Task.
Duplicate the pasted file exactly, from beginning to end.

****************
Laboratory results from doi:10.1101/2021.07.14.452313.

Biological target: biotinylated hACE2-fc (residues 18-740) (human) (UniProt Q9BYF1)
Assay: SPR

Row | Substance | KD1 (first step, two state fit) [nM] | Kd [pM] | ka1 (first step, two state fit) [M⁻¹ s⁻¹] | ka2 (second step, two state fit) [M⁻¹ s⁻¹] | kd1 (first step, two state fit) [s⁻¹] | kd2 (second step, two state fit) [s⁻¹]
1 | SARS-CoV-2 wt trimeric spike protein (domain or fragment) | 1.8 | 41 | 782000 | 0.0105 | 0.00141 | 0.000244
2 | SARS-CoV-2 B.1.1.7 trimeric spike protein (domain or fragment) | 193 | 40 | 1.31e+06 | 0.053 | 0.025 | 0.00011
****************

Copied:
Laboratory results from doi:10.1101/2021.07.14.452313.

Biological target: biotinylated hACE2-fc (residues 18-740) (human) (UniProt Q9BYF1)
Assay: SPR

Row | Substance | KD1 (first step, two state fit) [nM] | Kd [pM] | ka1 (first step, two state fit) [M⁻¹ s⁻¹] | ka2 (second step, two state fit) [M⁻¹ s⁻¹] | kd1 (first step, two state fit) [s⁻¹] | kd2 (second step, two state fit) [s⁻¹]
1 | SARS-CoV-2 wt trimeric spike protein (domain or fragment) | 1.8 | 41 | 782000 | 0.0105 | 0.00141 | 0.000244
2 | SARS-CoV-2 B.1.1.7 trimeric spike protein (domain or fragment) | 193 | 40 | 1.31e+06 | 0.053 | 0.025 | 0.00011